O'Malley first suggested the proposal during this year's State of the State address. The legislation, co-sponsored by Delegate Stephen Lafferty and Sen. Paul Pinsky, would require major new subdivisions to include technology to treat sewage waste before it's discharged or ties in to a public sewer system.
The problem, according to O'Malley and others who support the proposal, is the inability of lower-grade septic systems to prevent nitrogen pollution from entering waterways leading to the Chesapeake Bay. Nitrogen runoff has been identified as one of the most significant problems facing the Bay.
Critics of the plan say it would effectively impose a moratorium on housing development in many rural areas of the state which have no existing public sewer systems to accommodate the newer technology.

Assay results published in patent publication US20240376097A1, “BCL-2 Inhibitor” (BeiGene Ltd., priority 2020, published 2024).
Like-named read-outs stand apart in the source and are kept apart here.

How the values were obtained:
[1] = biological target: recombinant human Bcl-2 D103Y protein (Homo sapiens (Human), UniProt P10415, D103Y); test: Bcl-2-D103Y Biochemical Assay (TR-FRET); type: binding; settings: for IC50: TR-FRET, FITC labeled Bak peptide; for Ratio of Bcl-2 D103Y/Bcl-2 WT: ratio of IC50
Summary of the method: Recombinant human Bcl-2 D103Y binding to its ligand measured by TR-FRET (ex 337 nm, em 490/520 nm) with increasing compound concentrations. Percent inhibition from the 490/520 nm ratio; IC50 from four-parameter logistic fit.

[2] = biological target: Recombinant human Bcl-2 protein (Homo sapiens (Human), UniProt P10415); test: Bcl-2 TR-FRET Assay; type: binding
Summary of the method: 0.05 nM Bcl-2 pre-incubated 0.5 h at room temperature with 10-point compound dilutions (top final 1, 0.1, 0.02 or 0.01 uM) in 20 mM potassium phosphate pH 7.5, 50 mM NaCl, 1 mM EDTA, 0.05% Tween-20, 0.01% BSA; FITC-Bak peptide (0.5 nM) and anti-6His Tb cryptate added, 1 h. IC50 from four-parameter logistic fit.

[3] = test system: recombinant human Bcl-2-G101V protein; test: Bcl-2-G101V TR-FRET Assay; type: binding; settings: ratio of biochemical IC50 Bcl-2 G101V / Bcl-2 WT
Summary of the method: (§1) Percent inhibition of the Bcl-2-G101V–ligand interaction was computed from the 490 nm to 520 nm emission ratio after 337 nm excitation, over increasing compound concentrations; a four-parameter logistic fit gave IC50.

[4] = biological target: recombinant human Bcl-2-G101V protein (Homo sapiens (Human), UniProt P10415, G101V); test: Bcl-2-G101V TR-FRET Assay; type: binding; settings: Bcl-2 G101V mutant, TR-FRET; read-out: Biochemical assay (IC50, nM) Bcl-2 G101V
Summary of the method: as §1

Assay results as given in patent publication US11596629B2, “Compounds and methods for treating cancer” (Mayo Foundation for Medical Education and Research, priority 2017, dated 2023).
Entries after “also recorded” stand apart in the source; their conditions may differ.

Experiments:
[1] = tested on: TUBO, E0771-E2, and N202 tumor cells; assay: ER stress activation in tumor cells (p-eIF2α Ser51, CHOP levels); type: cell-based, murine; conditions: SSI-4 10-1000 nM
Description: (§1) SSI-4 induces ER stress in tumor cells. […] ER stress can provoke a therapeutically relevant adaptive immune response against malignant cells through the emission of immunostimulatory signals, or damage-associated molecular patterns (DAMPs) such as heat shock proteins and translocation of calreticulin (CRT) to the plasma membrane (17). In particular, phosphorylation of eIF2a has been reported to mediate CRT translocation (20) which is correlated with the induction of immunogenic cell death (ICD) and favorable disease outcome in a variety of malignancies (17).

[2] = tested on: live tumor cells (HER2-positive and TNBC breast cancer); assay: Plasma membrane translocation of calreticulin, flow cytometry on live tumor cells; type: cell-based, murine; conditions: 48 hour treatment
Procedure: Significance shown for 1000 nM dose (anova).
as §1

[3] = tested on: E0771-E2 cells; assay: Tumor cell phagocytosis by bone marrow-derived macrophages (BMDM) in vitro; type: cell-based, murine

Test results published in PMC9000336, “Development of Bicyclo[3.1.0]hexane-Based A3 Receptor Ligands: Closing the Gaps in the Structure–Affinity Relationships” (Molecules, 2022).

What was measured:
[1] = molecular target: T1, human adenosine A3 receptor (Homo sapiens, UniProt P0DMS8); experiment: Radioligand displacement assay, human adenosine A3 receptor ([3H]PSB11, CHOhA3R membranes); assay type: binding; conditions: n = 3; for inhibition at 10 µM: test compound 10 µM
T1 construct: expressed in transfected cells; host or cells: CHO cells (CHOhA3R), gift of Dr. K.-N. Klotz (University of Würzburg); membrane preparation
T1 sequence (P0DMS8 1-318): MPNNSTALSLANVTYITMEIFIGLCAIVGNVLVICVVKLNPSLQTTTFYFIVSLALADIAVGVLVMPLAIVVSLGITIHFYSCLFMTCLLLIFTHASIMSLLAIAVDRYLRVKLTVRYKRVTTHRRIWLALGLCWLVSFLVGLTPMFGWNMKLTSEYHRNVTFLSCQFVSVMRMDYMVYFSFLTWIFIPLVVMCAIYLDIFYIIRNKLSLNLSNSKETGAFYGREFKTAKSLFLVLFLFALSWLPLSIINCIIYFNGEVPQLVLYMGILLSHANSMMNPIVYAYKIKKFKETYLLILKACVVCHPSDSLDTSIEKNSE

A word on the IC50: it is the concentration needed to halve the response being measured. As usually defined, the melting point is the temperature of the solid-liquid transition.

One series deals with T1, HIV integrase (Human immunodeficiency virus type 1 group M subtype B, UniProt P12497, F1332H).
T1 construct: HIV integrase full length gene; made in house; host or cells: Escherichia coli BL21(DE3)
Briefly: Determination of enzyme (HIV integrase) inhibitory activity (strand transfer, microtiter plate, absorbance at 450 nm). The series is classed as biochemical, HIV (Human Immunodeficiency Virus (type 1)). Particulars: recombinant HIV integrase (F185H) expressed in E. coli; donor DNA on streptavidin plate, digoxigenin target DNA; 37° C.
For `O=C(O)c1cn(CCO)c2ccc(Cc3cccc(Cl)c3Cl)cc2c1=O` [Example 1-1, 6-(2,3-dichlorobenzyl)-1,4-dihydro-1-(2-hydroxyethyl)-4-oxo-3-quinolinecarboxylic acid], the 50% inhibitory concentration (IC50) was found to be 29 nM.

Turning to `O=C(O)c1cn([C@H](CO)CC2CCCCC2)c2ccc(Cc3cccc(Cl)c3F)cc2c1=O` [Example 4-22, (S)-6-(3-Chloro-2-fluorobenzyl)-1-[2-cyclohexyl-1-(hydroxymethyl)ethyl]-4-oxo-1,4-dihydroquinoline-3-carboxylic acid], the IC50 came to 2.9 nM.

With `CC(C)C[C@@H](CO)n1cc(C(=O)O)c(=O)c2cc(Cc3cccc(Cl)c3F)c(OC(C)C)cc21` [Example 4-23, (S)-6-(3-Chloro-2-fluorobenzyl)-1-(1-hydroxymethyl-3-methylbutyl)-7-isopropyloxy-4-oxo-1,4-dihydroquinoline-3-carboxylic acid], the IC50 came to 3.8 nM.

Monday afternoon O'Malley is meeting legislative sponsors of the plan along with the executive director of the Chesapeake Bay Foundation to announce the introduction of the bill into the Maryland General Assembly.
This post was updated at 7:15 p.m. The original post suggested the governor wanted to ban septic systems. Instead, the proposal would require high-end septic systems that would reduce nitrogen pollution.